His personality shifts closer and closer towards a mirror image of my younger brother— Brendan, I mean, he motions closer to an image from the past, meaning Lane. The transition lies as a haunting— a delicate, soft transformation. Not a harsh metamorphosis from Greek dramas, but a suggestion of tender emphasis. There are moments I fall into memory, as a transposition, similar to E. B. White’s essay “Once More to the Lake.” Yet, in this case I become my father, Brendan becomes Lane, not my younger self, not the me. So the blur of pronouns becomes even more confusing.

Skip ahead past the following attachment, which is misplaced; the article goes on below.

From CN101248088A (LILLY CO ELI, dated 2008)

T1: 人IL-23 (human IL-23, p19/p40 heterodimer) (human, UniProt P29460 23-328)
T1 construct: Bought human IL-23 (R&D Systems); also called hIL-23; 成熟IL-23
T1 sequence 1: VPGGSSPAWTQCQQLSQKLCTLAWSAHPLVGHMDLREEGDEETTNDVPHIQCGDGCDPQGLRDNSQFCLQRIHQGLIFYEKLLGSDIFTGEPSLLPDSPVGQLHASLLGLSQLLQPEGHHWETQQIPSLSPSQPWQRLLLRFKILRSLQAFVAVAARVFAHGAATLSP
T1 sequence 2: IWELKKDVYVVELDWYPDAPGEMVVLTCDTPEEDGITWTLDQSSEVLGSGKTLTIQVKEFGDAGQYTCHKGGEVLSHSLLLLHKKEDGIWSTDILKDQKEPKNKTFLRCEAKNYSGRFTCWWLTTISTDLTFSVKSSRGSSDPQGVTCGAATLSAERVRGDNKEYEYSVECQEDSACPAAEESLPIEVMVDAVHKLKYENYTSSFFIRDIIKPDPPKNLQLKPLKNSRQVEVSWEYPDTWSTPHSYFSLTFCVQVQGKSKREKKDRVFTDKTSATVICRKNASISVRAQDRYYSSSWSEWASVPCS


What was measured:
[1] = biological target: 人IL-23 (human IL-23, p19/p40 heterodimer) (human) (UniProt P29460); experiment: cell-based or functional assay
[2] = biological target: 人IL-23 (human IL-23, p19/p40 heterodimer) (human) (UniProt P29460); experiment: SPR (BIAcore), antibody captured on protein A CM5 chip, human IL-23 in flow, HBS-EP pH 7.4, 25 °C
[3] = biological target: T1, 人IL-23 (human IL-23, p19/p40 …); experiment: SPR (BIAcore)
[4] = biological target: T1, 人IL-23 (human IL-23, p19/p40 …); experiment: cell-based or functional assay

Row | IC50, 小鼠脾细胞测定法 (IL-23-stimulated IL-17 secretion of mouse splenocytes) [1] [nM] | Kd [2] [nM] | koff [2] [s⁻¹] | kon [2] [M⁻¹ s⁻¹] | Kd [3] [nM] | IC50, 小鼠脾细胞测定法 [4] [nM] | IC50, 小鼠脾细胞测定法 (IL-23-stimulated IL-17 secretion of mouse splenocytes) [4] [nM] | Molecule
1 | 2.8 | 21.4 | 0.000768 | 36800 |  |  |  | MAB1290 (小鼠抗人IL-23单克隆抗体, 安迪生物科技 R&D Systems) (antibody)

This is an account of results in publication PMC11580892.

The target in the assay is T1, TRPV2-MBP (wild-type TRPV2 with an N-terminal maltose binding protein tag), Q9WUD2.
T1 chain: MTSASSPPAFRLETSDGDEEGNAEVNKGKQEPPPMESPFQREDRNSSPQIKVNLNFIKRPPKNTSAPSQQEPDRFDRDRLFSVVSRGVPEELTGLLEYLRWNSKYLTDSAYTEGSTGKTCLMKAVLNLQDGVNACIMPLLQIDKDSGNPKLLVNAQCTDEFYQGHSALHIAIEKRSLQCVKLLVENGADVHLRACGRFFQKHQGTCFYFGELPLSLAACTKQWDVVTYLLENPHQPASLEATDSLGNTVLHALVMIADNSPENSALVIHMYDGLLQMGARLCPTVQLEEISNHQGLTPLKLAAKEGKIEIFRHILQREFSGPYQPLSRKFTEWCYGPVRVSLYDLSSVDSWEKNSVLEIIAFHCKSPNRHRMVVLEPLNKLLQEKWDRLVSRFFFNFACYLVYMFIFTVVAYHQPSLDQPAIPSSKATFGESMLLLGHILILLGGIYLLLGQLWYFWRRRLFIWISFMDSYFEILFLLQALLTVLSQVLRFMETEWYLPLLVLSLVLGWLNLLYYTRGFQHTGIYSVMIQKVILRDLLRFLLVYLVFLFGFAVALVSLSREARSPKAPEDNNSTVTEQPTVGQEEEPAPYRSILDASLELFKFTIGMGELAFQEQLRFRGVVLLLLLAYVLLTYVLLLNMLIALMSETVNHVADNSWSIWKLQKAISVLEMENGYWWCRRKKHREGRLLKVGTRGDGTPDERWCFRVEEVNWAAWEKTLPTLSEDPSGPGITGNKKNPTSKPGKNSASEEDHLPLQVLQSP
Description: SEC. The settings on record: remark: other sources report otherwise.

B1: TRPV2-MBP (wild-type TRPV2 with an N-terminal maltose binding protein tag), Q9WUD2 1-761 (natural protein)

—as if I bareknuckled an opponent— the skin blisters
He translates to either persona or subject. The potential for abstract analysis heightens as the moment surrounds the two of us and I become lost in the jungle of identity. We end with a confirmation that the past is always with us. The future becomes history in the present tense.